The correction in global equity markets in October looked set to break with a significant rally in the first two weeks of November however this was followed by a bout of renewed weakness as investors again focused on the key issues of the slowdown in global growth, China/US trade war, Brexit and whether the Fed would maintain its hawkish stance. Pan European real estate equities performance was again bifurcated between UK stocks (-4.5% in GBP) and European names (+0.5% in EUR) with the gap opening wider towards the end of the month. The Trust’s NAV fell -1.21%, underperforming the benchmark which fell a modest -0.84%.
The UK’s performance was dominated by the announcement that the consortium bidding for Intu had withdrawn their potential offer (an indicative 210p) and the stock fell back to an all time low of 114p. The inability of the largest shareholder (John Whitaker and Peel Holdings) to secure backing for an acquisition of the remaining shares in the business at more than a 50% discount to the independent valuation is a ‘neon signpost’ for all investors as to the direction of travel for these large, over rented shopping centres. The valuation community can no longer rely on a lack of market evidence to defer writedowns, nor can vendors rely on non disclosure agreements to prevent market participants from proving that best bids in an open marketing situation are now significantly below the last ‘independent’ valuation. This is the next shoe to drop and all stocks with retail exposure suffered varying degrees of price weakness in November with Hammerson (-12%), Capital & Regional (-13%) and British Land (-4.6%) and Landsec (-3.4%).
On a more positive note, many other sectors of the UK property landscape, provided safe havens away from the retail malaise with healthcare (Assura +1.9%), student accommodation (GCP +1.3%, Empiric +0.7%, Unite -2.1%) and even London offices (Great Portland +0.1%, Helical Bar (+3.7%) providing positive or modest negative performance in the month. However as always it was also stock specific and occasionally surprising with Workspace (-13.4%) us given a perfectly adequate set of interim results.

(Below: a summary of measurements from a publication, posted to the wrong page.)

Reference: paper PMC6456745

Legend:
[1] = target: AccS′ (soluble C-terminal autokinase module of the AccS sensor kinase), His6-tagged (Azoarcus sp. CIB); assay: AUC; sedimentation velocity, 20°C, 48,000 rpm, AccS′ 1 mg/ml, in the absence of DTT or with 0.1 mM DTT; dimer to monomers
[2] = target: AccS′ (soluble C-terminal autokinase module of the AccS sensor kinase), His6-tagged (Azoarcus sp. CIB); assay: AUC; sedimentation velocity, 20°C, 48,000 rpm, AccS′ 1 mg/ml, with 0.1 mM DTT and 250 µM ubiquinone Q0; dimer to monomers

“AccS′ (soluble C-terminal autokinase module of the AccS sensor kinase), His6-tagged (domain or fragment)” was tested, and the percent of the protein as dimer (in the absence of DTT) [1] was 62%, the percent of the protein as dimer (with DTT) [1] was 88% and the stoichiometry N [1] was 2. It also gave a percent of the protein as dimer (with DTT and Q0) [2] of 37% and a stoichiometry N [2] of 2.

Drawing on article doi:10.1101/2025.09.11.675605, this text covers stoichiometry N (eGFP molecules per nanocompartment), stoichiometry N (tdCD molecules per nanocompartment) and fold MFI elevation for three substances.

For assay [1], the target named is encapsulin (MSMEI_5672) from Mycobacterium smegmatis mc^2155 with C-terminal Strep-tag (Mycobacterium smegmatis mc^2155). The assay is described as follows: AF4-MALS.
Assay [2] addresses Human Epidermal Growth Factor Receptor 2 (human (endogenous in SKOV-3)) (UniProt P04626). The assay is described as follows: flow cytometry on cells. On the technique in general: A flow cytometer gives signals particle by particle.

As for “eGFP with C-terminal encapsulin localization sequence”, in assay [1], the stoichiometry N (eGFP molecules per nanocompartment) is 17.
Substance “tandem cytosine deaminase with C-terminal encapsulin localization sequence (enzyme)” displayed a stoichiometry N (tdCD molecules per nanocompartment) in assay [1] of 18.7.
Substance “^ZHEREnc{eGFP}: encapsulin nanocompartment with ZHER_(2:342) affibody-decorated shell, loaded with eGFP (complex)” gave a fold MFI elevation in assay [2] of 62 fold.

The only major corporate activity was Grainger announcing a rights issue to acquire APG’ stake in the GRIP a London-focused private-rented residential portfolio, which sent the share price down -6.6%.
German residential remained much more robust and the German component of the benchmark (c85% residential) rose 4.0% in the month aided by the 10yr Bund yield falling from 0.38% to 0.31% with the largest player (and the Trust’s largest position) Vonovia (+5.8%) being the best performing residential stock . However this performance was soundly beaten by TLG (+7.6%) which is enjoying a resurgence in popularity following a change in management and ongoing share purchasing by its largest shareholder.
Other European companies to buck the negative trend included NSI (+3%) and Befimmo (+6.7%), the common denominator was that both companies’ had well received capital markets days.
The weakest markets in Europe were those companies exposed to shopping centres and Paris offices. The former seeing spillover in negative sentiment from the UK and the latter suffering from the political unrest and disturbances in Paris. Unibail continues to suffer with -5.2% in the month and -22.5% YTD. Icade (-6.5%) was the worst performer amongst the office names.
The Trust’s went ex div 4.9p (an increase of 5.5% on the previous H1) on 29th November.
Discrete performance as at 30.11.2018 (%):
Source: BMO Global Asset Management, Lipper.